Intensive dental care is essential so you can enjoy your new dental implant for a long time. Good oral hygiene can prevent inflammation around the implant.
The basis for successful implantation: healthy bones and healthy gums
The prerequisite for good healing of your freshly placed dental implant is a healthy jawbone and healthy gums. These basic requirements form the basis of successful implantation. After healing, your dental implant can carry a stable, implant-supported denture.
Healthy bone substance
Sufficient height and width of the bone substance are important. If the bone is too low or too narrow, the dentist must carry out a bone augmentation before the implantation.
Healthy gums are so important because they protect your bones. If it inflames your gums, bacteria can easily migrate from the gums to the bone. With periodontitis, the teeth holding apparatus become inflamed by microorganisms. To fight these germs, the body breaks down the affected bones. The teeth can become sensitive to the cold and become loose. With periodontitis, dental implants can heal poorly or not at all. In the worst-case scenario, there is a loss.
Why perfect oral hygiene is crucial?
Dental implants serve as artificial tooth roots nowadays. They thus enable to make fixed dentures stable after tooth loss. The natural tooth root is firmly anchored and well protected in the tooth holding apparatus, the periodontium. Every natural tooth is physiologically anchored in the tooth bone compartment of the jawbone with the help of tight connective tissue fibers. We also find immune cells in the tooth-supporting system.
The teeth holding apparatus are missing in implants. Inflammation- related loosened gums on dental implants are a bacterial entry point to the bone. The gums then no longer lie close to the dental implant, but form minimal “gaps”. Since there are fewer immune cells on dental implants to fight bacteria, optimal oral hygiene is essential.
If bacterial deposits accumulate in the oral cavity because of poor oral hygiene, a bacterial infection occurs. Besides, tartar forms from plaque and minerals from the saliva. If it does not remove this, the microorganisms can spread further and migrate down along the implant. First, the gums loosen up and become inflamed (gingivitis). We can treat this with a thorough cleaning. If cleaning is not carried out, gingival pockets can form. Ultimately, the bone around your implant becomes inflamed. In natural teeth, this inflammation is called periodontal disease. You can usually do this by brushing your teeth regularly and avoid flossing.
Tips for thorough maintenance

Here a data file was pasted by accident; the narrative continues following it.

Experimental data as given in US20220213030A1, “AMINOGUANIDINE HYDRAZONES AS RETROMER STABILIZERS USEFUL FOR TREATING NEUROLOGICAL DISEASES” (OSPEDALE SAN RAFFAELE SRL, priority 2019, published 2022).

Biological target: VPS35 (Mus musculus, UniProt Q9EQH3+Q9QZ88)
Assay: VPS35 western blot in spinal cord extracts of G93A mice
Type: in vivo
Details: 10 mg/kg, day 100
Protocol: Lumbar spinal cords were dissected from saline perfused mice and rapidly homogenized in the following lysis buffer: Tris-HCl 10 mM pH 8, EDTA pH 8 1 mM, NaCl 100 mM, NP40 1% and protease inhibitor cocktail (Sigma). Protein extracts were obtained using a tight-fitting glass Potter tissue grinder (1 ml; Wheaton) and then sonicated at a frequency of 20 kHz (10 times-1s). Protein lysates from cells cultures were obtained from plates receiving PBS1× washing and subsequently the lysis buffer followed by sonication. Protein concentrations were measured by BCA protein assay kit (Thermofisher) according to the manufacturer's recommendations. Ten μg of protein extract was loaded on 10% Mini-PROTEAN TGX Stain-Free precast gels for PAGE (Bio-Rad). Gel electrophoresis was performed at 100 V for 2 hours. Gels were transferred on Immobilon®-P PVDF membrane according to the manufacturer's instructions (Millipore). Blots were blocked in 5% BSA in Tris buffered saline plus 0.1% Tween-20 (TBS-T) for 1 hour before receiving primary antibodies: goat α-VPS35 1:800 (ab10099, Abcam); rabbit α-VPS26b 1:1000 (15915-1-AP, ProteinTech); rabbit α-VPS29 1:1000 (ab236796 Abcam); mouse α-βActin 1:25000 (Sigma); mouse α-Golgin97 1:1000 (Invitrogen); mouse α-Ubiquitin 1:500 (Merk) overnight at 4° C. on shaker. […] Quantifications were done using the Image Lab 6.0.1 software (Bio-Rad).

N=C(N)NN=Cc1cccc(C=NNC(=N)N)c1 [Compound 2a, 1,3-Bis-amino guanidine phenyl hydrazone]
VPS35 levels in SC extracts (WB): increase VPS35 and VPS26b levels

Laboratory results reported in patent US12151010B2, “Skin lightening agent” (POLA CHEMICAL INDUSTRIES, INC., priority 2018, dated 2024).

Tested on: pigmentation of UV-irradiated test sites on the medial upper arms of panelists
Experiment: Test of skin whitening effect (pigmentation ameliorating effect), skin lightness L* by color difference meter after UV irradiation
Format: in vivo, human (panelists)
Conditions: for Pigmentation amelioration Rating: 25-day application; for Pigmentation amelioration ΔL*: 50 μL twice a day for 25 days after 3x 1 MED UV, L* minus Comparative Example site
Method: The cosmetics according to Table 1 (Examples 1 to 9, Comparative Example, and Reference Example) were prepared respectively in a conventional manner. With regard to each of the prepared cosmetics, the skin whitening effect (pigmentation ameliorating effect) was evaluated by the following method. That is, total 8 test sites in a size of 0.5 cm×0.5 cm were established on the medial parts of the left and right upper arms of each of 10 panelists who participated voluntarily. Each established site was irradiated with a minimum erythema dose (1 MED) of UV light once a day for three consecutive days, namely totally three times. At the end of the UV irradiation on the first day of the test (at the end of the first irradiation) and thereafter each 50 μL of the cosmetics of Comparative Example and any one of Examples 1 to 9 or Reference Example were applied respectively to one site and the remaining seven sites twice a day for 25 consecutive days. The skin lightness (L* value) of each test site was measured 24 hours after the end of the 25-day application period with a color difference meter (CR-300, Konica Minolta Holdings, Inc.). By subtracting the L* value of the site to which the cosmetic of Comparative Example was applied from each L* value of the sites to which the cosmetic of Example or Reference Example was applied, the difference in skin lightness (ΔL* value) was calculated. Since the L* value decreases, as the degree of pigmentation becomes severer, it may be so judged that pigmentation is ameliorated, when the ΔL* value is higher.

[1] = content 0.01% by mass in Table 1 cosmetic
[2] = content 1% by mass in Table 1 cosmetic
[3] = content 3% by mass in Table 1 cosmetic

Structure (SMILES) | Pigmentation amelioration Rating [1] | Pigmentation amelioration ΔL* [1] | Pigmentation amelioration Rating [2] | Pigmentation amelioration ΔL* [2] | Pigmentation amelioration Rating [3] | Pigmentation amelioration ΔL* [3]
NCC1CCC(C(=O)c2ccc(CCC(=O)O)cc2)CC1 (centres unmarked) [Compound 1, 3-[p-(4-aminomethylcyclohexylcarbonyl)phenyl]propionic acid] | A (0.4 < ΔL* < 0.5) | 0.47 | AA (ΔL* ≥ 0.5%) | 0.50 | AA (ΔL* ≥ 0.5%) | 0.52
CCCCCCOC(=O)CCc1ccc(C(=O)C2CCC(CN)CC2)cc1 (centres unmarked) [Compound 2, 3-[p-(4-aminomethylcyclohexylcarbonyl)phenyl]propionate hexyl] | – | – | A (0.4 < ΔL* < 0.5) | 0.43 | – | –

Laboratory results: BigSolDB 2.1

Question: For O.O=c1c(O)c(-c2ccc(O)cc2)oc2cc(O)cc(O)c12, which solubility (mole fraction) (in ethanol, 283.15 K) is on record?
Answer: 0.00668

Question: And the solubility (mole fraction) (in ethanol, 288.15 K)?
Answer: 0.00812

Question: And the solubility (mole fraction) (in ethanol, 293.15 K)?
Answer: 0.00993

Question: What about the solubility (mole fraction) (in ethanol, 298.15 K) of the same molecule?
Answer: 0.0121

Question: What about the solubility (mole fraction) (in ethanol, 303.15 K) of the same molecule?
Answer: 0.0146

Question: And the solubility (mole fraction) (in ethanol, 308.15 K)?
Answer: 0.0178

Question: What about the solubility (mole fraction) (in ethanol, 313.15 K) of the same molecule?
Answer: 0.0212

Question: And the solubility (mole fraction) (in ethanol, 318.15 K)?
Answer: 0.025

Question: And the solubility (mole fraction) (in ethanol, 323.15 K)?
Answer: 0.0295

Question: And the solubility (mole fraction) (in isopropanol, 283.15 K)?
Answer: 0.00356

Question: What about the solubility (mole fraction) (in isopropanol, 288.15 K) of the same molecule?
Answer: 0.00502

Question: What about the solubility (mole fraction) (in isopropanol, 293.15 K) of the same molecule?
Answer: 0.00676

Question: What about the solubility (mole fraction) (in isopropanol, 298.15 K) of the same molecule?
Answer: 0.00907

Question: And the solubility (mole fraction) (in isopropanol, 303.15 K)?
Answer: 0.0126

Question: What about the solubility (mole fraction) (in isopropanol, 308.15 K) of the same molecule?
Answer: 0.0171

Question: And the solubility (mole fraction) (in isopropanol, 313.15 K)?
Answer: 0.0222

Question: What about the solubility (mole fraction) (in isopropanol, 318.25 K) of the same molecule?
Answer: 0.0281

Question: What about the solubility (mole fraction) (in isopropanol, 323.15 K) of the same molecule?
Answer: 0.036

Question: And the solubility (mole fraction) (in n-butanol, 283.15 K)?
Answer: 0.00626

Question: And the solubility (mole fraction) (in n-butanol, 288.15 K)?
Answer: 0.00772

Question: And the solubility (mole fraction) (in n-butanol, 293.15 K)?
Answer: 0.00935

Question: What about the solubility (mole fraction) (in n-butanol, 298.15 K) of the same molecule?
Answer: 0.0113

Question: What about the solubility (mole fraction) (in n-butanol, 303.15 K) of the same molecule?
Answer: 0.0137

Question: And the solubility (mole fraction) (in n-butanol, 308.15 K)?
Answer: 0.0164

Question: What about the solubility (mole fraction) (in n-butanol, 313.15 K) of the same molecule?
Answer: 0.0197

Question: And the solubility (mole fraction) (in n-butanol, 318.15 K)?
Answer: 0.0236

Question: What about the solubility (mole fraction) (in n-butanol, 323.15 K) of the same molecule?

Clean teeth and implants morning and evening
The same applies to implants as to the care of your natural teeth: Brush your teeth every day after every meal, but at least twice a day in the morning and the evening. Use the correct brushing technique.
Use an electric toothbrush
Because electric toothbrushes remove up to seven times more plaque than manual toothbrushes, experts recommend that patients with implants brush their teeth with electric toothbrushes. Your dentist will recommend which electric toothbrush is best for you based on your dental findings.
Brush for at least 2 minutes
Dental care with an electric toothbrush makes oral hygiene easier for you. Most models have a built-in timer. The toothbrush switches itself off after 2 minutes.
If you prefer dental care with a manual toothbrush, watch out for time and do not brush too quickly. Each tooth has three accessible tooth surfaces! To clean the entire surface, it takes an average of 2 minutes to clean.
Find the right brush head
Choose an appropriate brush head for your toothbrush. Choose a small brush head rather than one that is too big. With a small brush head, you can also clean hard-to-reach areas.
Use rounded bristles
Pay attention to rounded bristles. This reduces the risk of unnecessarily straining, straining, or injuring your gums.
Do not apply too much pressure
Do not brush your teeth too aggressively and with too much pressure. Too high pressures, regular “scrubbing” and too hard pressing during maintenance can cause your gums to recede in the long term. For your dental implant, this means that the outer protective coating becomes smaller. In the long run, this can lead to the loosening of the implant.
Change the brush head regularly
Change your attachments or toothbrush regularly. Dentists recommend changing your toothbrush every 3 months. Bent and worn bristles can not only take care of your implant and your teeth, but bacteria can also lodge in the brush.
Also, clean the spaces between your teeth
Clean not only your visible chewing and tooth surfaces but also the spaces between your teeth. You can use dental floss or interdental brushes to care for your interdental spaces. This is the only way to remove leftover food in the contact points area.
Dental floss even cleans areas that your toothbrush cannot reach. Interdental brushes are suitable for larger gaps. These are available in different sizes. These interdental brushes can be extremely helpful for implants. It is important to use the size that is right for you. Using a brush that is too large can injure your gums. Your dentist or dental hygienist will recommend the right size.
Regular check-ups and professional tooth cleaning
Go for a dental check-up regularly, at least twice a year.
You should also have professional teeth cleaning service at least once a year.
Mouth rinses are offered for better cleaning for implant-supported dentures. However, many patients find the breath neutralization using mouthwashes to be a positive side effect.